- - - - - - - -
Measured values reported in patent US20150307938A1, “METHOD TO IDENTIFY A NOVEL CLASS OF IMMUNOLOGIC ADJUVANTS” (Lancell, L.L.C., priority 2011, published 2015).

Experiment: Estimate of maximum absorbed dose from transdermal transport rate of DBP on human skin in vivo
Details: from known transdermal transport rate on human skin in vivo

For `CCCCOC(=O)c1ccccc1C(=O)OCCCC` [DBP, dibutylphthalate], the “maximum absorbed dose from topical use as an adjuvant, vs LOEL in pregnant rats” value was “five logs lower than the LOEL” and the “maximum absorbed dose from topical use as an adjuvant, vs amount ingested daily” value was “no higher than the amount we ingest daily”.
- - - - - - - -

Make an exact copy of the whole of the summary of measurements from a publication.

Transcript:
Measured values reported in patent US20150307938A1, “METHOD TO IDENTIFY A NOVEL CLASS OF IMMUNOLOGIC ADJUVANTS” (Lancell, L.L.C., priority 2011, published 2015).

Experiment: Estimate of maximum absorbed dose from transdermal transport rate of DBP on human skin in vivo
Details: from known transdermal transport rate on human skin in vivo

For `CCCCOC(=O)c1ccccc1C(=O)OCCCC` [DBP, dibutylphthalate], the “maximum absorbed dose from topical use as an adjuvant, vs LOEL in pregnant rats” value was “five logs lower than the LOEL” and the “maximum absorbed dose from topical use as an adjuvant, vs amount ingested daily” value was “no higher than the amount we ingest daily”.